We’ve tackled writing, agenting, traditional publishing and self-publishing, and yet there are still a handful of frequently asked questions left, primarily surrounding the question of what I personally can do to help you, a potentially aspiring writer, in your career.
Yep, I’ve been asked all these questions, and it’s very flattering; by no means do I want to discourage anyone from asking me stuff. Hopefully, these answers will be a good place to start.
Ready? Of course you are.
So far, these FAQs have been pretty straightforward, and have primarily dealt with the writing process, which is something every scribe can relate to, along with agents and traditional publishing. Today, we get into self-publishing.
This is a touchy subject for some, and I genuinely believe there’s a lot of sturm und drang here that’s unwarranted. (I’ve blogged about this before.) If you disagree with my take on self-publishing — which is by no means meant to be the end-all, be-all on the topic — feel free to comment here. But please do so respectfully. Let’s have a discussion without name calling and such. I know this the Internet, but I don’t feel I’m asking too much.
As always, this is my take, and your experience will vary, as will the experiences of other authors.
Ready? Let’s go: Continue reading
So far, we’ve tackled frequently asked questions about writing and getting an agent. Today, I’m going to talk about publishing.
Now, granted, my experience with the publishing world has been both limited in scope and complex in nature. I’ve had two contracts total in my fiction career, so it’s a limited sample. And as I’ve said before, your experience likely will differ. In fact, I hope it goes a bit smoother. But that said, I can’t complain. My books are on shelves, and that’s an awesome feeling.
Again, as a reminder, other authors may have different opinions, which is great. Don’t just rely on me to inform your authorial and/or publishing escapades. Do your homework!
With that said, on to the next: Continue reading
Here’s a little stat for you: the New England Patriots are at the bottom of the AFC East for the first time since the Big Bang. Tell me you predicted this, I dare you.
Meanwhile, Tony Romo and Alex Smith were giving out footballs to the opposing team as if they were kids on Halloween seeking candy. They looked bad. We’re talking Phantom Menace bad. Jar Jar could’ve been the offensive coordinator for either Dallas or Kansas City and there might not have been a difference.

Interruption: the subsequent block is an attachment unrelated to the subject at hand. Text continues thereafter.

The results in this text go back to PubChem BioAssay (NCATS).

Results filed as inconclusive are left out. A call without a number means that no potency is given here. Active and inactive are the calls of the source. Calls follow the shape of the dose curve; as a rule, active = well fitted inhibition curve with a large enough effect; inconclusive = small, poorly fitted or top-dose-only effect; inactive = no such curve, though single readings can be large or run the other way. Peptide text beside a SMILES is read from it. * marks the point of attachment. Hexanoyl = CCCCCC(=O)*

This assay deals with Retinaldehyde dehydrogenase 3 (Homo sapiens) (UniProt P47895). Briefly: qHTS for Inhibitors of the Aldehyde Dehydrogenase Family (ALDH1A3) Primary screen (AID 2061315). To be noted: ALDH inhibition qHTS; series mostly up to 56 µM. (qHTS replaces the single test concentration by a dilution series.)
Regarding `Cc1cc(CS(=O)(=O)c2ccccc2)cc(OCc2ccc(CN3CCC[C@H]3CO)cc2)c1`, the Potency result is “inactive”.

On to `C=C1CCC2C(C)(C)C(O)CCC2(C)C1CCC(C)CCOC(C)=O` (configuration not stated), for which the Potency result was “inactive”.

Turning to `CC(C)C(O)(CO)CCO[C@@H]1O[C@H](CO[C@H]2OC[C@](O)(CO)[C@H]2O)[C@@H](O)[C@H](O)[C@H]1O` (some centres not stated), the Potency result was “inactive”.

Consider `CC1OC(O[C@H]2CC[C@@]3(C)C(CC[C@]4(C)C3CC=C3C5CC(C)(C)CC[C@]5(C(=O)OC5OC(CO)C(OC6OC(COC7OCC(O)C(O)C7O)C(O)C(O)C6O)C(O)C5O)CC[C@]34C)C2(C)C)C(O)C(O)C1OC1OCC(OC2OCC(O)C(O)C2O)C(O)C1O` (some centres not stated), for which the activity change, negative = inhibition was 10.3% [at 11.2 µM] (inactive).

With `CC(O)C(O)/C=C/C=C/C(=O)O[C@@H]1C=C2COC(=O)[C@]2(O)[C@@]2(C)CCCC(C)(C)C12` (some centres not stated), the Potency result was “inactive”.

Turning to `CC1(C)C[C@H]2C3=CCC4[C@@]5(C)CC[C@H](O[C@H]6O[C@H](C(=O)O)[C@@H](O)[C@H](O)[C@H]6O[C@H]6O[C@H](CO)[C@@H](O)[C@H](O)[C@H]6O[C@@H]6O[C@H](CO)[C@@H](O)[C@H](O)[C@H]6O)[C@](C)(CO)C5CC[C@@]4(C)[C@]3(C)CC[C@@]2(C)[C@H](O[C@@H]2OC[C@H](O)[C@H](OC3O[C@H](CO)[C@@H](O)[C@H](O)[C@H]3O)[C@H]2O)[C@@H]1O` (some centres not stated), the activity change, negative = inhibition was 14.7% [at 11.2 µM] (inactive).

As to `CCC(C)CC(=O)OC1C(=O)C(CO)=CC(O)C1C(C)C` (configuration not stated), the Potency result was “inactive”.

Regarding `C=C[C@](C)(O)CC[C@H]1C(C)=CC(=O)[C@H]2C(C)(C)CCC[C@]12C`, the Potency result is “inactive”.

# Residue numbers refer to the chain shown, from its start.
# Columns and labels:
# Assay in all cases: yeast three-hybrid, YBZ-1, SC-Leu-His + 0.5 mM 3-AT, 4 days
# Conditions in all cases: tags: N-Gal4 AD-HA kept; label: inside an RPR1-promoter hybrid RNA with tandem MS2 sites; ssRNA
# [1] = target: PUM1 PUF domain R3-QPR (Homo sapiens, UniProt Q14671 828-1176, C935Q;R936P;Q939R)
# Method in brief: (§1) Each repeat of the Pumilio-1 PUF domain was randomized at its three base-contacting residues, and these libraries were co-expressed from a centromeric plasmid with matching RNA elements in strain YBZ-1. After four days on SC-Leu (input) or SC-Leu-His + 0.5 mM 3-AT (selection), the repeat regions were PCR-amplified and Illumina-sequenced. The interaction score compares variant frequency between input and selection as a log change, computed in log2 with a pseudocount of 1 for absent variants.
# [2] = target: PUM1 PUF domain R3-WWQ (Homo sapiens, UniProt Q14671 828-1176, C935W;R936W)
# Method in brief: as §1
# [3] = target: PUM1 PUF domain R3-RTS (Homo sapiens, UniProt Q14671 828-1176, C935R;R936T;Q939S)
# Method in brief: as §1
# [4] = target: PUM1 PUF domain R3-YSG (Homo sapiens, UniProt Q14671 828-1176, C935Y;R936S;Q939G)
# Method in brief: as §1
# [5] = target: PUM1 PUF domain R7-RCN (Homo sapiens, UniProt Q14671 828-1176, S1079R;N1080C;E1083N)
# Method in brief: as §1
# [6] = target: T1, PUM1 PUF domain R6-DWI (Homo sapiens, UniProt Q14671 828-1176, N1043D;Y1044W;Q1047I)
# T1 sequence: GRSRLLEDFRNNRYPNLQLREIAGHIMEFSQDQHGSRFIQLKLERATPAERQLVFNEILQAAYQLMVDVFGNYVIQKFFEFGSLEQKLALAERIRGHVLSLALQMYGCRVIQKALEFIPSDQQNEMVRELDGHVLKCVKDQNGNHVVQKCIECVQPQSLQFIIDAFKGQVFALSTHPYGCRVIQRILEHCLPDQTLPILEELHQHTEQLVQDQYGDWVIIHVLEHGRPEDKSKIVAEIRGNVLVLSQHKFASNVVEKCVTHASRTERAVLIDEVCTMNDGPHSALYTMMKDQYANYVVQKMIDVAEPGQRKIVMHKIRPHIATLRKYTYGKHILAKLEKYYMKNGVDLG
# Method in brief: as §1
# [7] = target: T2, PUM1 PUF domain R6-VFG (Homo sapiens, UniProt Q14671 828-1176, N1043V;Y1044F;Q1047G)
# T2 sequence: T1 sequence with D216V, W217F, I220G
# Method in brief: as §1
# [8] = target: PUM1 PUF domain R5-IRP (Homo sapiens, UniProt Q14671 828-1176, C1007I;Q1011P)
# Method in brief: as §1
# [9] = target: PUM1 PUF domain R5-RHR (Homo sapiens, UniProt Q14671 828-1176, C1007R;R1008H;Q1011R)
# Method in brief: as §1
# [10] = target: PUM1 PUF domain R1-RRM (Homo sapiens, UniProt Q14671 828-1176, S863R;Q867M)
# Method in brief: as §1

On the brighter side, both Cleveland and Jacksonville look like gamers, despite the losses. That’s no guarantee they’ll suddenly win games, but it makes for better viewing than late-season episodes of The X-Files. And hey, I was exceptionally wrong about Minnesota being boring. I can own that.
In fact, I had an 8-8 week in predictions, so I was wrong about half the time. That’ll teach you to put any stock into my prognostications. But hey, why not – here’s some more: Continue reading
So yesterday I answered some questions about writing, my process, and what’s worked for me. Today, we’re going to talk about getting an agent, which is the source of no small amount of angst among many would-be authors.
As I said yesterday, my experiences will likely be very different from yours, and other authors may have different opinions here. This is my take on it.
Here we go: Continue reading
Believe it or not, that “Contact” tab sees a decent amount of use, which pleases me greatly – I love hearing from folks about my work. Some of it is out-and-out fan mail, which will never ever get old. Some of it is about writing and publishing and requests for advice.
Between e-mail and some in-person questions I’ve received at readings and conventions, it’s readily apparent that there are folks out there very interested in my experiences writing novels and getting them published.
Now, my advice is probably worth that portion of your monthly electric bill used solely to power your computer, but since people have asked, I’ll do what I can. As with so many things in life, your experience can, and likely will, be different.
I’ll be doing a topic every other day for the next week or so. Note that the questions are tongue-in-cheek but also reflect things I’ve actually had folks ask me. With that said, here we go: Continue reading
Just a quick post to point you to a great podcast in the Alternate History and Steampunk genres. I had the pleasure to briefly guest on the Ratchet RetroCast‘s roundup (say that ten times fast) of DragonCon on the last day of the convention. Plus, you get to hear a lot more about the Alt-History track and some of the great events, masquerades and parties that I, being a 42-year-old suburban dad, decided to opt out on.
The podcast is hosted by Doctor Q, founder of the Artifice Club and the director of the DragonCon Alt-History track, among many other things. (The man can spin some tunes, let me tell you.) And the RetroCast is co-hosted by Steampunk Boba Fett, which…well, I’m happy to live in a world where there is such a thing.
The podcast is, of course, available wherever fine podcasts are downloaded, whether that’s iTunes or Google Play or whatever obscure, steam-powered wireless set you happen to have cobbled together in the basement. If you want to keep up with what the cool kids are doing in steampunk, this is the podcast to listen to.
On the podcast, I mentioned a particular cosplayer whose Royal Navy captain’s uniform was utterly spot on. In fact, I took a picture of her and tweeted it:
Turns out this is Annette from Germany, and she’s a member of the German cosplay club Film Fan Force. She’s very active in costuming and has done panels at a wide variety of conventions. So if you see her, do give her a proper salute for me. And if you’re in Germany, check out the group!
Filed under Events, Writing